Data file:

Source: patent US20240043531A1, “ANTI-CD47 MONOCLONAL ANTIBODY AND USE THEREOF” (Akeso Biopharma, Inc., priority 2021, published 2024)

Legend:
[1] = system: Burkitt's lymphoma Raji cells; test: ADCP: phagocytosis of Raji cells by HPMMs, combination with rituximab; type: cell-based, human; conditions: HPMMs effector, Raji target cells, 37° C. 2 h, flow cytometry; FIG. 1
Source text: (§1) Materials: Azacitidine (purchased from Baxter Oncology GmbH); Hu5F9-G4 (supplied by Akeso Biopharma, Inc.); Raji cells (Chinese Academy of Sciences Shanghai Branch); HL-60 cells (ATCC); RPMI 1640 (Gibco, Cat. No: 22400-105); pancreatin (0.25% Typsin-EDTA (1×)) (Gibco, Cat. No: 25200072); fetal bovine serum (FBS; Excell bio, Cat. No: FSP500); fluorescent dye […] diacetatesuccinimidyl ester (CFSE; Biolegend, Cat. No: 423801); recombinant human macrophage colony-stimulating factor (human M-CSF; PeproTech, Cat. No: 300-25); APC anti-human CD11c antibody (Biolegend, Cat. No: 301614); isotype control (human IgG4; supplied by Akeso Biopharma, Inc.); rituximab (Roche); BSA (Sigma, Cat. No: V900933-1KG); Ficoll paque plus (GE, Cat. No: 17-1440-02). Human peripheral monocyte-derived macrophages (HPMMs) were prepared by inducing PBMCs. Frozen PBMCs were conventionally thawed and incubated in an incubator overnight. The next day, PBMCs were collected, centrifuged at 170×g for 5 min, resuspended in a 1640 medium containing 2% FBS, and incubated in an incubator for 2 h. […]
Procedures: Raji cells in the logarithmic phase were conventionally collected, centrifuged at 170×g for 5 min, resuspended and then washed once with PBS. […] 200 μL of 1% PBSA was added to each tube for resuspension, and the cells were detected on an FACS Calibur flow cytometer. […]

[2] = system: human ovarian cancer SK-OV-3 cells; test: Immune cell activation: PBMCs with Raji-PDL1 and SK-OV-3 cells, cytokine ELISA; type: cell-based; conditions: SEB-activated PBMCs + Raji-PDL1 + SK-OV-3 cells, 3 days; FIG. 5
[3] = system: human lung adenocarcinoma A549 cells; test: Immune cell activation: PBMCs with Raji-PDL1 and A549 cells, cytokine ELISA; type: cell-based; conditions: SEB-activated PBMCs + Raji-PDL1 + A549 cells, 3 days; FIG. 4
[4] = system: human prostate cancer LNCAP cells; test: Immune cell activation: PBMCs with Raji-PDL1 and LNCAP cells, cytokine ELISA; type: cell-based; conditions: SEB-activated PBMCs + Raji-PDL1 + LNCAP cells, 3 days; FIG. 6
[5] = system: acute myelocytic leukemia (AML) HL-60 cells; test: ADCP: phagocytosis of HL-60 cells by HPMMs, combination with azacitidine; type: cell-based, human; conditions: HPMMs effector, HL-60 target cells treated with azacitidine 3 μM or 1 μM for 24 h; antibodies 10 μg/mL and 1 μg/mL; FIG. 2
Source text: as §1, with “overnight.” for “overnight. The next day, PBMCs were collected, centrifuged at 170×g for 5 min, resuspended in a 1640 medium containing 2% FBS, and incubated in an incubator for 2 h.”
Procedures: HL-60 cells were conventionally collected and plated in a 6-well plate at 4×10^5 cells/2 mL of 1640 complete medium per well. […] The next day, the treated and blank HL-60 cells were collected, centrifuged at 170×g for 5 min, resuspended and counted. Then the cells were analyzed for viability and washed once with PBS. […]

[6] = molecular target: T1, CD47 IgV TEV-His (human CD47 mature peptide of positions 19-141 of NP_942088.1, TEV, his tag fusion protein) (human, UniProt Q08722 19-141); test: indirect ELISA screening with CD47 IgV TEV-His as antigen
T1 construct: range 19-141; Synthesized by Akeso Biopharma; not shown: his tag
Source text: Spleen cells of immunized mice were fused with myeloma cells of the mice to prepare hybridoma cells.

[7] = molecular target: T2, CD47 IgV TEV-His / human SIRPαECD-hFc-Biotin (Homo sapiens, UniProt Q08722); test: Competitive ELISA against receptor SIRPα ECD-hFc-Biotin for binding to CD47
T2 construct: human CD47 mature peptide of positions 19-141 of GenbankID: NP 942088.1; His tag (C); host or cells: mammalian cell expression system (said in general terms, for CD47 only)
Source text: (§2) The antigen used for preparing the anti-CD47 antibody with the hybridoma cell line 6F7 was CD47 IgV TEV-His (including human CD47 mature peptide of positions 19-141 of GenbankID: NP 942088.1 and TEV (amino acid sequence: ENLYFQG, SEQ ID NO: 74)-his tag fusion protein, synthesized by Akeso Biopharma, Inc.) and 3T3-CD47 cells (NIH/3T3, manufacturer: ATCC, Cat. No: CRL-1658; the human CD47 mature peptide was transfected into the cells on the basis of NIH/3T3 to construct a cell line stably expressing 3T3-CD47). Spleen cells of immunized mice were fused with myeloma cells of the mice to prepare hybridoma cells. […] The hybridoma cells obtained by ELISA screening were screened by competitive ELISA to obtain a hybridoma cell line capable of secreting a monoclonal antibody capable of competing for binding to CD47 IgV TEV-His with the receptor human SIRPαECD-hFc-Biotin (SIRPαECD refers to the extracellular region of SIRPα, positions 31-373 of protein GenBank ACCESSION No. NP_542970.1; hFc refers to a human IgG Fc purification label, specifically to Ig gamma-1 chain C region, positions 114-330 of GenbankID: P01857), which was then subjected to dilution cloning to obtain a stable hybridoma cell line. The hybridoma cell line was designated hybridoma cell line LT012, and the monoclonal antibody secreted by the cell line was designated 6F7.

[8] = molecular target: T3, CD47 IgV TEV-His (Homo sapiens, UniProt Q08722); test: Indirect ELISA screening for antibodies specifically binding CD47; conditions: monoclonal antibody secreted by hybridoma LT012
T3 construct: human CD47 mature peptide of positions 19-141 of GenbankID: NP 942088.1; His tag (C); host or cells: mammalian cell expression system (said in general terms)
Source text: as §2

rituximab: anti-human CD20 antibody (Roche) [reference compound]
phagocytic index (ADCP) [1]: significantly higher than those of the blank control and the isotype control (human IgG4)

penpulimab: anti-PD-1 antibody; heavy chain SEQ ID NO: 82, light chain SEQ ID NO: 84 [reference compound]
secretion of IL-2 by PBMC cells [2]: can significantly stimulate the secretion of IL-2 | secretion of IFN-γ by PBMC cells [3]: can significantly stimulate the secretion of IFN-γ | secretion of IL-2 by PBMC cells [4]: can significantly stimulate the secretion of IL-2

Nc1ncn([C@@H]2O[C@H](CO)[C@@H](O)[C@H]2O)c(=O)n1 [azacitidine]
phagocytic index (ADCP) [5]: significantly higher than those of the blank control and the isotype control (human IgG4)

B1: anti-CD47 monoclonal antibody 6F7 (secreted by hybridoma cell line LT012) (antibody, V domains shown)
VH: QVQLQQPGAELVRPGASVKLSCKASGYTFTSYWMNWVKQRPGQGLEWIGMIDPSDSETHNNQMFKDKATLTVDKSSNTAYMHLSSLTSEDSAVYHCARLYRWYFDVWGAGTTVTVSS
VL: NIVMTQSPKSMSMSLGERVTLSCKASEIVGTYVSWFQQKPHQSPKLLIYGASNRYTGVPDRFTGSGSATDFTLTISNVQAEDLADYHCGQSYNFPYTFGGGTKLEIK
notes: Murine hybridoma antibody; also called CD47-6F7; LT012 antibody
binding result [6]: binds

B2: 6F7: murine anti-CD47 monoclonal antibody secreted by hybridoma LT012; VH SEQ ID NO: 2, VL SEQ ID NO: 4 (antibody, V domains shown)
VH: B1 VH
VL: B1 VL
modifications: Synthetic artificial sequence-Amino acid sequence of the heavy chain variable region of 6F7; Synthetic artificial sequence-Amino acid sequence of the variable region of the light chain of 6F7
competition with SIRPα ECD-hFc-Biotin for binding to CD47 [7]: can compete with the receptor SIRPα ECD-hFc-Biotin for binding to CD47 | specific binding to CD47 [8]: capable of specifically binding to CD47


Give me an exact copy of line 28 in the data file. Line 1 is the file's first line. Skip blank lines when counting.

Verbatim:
VH: QVQLQQPGAELVRPGASVKLSCKASGYTFTSYWMNWVKQRPGQGLEWIGMIDPSDSETHNNQMFKDKATLTVDKSSNTAYMHLSSLTSEDSAVYHCARLYRWYFDVWGAGTTVTVSS